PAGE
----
Fish of the future may become less catchable

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Fishing over the years has got marine conservationists and researchers concerned about its possible impact on the stocks of these marine animals; however, it seems that fish may be learning a trick or two of their own to escape the nets.

Researchers have revealed through a new research that fish that have managed to evade the nets of trawlers the first time around are evolving and maybe learning tricks needed to escape from them all the time. Researchers say that fish are learning to swim faster to evade the nets and this particular adaptation may be a natural evolution from a prey trying to get away from the predator.

Scientists at the University of Glasgow investigated in their study to check whether commercial trawling has a similar effect on fish and whether this drives evolutionary change in them to evading capture. Researchers speculate that over time not only will the fish be less catchable, but the evolution could lead to physiological changes in future fish populations.

Dr Shaun Killen of the Institute of Biodiversity, Animal Health and Comparative Medicine, said: “There is a lot of concern on how overfishing is affecting the abundance of wild fish, consequences for the economy, employment and the ecosystem as a whole.”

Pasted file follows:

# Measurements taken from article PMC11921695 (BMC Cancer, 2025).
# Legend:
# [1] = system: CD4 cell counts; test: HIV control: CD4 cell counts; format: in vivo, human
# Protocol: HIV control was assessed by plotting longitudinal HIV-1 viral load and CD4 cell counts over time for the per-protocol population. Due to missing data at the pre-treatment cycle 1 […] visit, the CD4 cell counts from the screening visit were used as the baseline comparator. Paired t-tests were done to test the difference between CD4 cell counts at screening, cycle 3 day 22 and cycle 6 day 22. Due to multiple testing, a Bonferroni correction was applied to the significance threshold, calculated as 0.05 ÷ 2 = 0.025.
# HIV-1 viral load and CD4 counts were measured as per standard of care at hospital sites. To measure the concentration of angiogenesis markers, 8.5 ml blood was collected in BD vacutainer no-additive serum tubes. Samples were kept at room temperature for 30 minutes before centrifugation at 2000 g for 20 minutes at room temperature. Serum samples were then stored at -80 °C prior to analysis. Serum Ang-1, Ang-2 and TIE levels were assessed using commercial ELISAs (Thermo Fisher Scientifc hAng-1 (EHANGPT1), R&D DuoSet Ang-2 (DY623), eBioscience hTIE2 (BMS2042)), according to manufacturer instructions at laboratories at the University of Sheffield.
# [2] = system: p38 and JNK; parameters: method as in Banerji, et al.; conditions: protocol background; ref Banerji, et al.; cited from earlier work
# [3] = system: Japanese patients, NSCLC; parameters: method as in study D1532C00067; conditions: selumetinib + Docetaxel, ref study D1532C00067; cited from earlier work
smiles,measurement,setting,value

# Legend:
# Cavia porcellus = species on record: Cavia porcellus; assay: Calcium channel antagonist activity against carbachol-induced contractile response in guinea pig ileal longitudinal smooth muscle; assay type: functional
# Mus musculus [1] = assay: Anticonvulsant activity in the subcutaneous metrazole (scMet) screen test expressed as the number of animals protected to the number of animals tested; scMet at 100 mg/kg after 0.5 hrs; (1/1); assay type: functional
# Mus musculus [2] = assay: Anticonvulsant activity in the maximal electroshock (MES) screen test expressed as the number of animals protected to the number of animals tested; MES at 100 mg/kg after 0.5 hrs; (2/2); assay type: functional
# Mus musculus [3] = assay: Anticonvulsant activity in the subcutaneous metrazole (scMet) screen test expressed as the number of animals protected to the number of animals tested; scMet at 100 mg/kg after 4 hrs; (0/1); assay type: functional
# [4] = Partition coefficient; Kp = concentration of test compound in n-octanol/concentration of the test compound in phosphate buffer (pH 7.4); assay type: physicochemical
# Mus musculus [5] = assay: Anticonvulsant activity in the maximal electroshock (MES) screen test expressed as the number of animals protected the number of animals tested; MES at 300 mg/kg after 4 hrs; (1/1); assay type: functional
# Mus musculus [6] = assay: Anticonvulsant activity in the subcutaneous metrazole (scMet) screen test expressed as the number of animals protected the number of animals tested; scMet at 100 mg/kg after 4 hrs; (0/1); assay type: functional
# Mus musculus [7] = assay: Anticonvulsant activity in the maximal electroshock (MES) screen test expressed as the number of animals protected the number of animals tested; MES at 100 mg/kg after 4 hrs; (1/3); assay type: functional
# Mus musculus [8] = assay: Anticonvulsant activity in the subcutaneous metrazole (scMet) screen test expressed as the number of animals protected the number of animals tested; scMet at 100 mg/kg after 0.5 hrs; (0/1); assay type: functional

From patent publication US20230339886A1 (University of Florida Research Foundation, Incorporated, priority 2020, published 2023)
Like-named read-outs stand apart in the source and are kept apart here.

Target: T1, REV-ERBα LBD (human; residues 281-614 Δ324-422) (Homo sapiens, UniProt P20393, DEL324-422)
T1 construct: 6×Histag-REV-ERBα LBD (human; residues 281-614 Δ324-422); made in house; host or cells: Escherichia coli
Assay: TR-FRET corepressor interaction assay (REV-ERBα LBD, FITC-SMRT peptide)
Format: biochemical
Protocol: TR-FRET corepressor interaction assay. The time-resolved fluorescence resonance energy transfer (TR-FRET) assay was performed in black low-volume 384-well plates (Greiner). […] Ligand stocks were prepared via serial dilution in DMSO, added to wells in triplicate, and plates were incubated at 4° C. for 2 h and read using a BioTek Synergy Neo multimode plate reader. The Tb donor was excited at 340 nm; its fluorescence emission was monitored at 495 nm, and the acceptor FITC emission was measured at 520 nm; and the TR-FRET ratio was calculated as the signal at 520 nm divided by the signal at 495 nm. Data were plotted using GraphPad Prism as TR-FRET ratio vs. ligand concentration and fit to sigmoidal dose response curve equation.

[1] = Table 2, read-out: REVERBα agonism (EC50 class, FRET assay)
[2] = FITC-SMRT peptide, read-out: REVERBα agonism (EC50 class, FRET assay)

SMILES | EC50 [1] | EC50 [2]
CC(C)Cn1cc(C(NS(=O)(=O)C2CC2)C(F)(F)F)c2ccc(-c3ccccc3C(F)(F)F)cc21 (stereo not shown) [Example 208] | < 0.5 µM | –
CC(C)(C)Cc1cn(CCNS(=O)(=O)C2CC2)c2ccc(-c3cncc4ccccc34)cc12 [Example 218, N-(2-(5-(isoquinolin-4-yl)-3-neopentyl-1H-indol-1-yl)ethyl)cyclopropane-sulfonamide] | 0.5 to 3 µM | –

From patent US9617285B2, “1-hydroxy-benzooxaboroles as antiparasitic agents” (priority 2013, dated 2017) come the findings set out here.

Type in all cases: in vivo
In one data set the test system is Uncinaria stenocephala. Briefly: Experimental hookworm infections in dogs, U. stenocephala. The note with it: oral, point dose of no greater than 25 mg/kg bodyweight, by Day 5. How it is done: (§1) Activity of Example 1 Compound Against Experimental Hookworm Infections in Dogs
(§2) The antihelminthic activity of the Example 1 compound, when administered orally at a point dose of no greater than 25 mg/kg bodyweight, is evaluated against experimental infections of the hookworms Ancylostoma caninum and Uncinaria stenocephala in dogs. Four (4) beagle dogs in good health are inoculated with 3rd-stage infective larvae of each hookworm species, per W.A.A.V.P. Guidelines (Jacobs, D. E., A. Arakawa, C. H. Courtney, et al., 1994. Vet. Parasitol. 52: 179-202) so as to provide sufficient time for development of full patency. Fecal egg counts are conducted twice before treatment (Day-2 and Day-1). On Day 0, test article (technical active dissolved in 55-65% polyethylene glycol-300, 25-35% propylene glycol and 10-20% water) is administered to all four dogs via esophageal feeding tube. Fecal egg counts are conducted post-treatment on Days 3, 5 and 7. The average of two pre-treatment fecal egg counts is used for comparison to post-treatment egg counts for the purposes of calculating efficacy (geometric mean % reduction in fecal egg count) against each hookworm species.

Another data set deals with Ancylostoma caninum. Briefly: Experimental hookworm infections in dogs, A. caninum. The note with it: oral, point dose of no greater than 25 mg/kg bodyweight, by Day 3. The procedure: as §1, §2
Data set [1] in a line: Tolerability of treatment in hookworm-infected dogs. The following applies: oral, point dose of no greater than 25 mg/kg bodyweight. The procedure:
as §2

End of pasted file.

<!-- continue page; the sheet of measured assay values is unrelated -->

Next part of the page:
Killen said that in midst of all these issues, scientists have been ignoring one particular aspect – the evolutionary changes that may be induced to remaining the fish that that survived the nets.

Researchers set up an experiment involving simulated trawling with schools of wild minnows to investigate two key questions around fisheries-induced evolution – whether some individuals within a fish shoal were consistently more susceptible to capture by trawling than others, and if so, was susceptibility related to individual differences in swimming performance and metabolism?

The experiment was carried out on 43 individual fish and researchers measured their swimming ability, metabolic rate, and indicators of aerobic and anaerobic physical fitness. They then placed them in a tank with a trawling net in a simulation that was repeated several times, enabling the identification of individuals which were more susceptible to capture.

Researchers observed that fish will swim at a steady pace ahead of the nets for as long as possible, but a few will eventually tire and fall back and get captured.

Researchers found that some fish were more susceptible to capture than others and this was strongly related to anaerobic capacity – the ability to engage in short periods of intense physical activity which demands more oxygen than is available from breathing alone.

Maximum aerobic swim speed was also negatively correlated with vulnerability to trawling. Metabolic rate – an indicator of how much energy an animal needs to live – was highest among fish that were least vulnerable to trawling but this relationship probably arose through correlations with anaerobic capacity.

“Using simulated trawling, our study provides the first evidence better swimming fish, and those with higher metabolic rates, are more likely to escape capture. “Over time, the selective removal of poor-swimming fish could alter the fundamental physiological makeup of descendant populations that avoid fisheries capture”, researchers said.

The researchers now want to study fish in the wild to see if they get the same results. The findings of the study have been published in the journal Proceedings of the Royal Society B.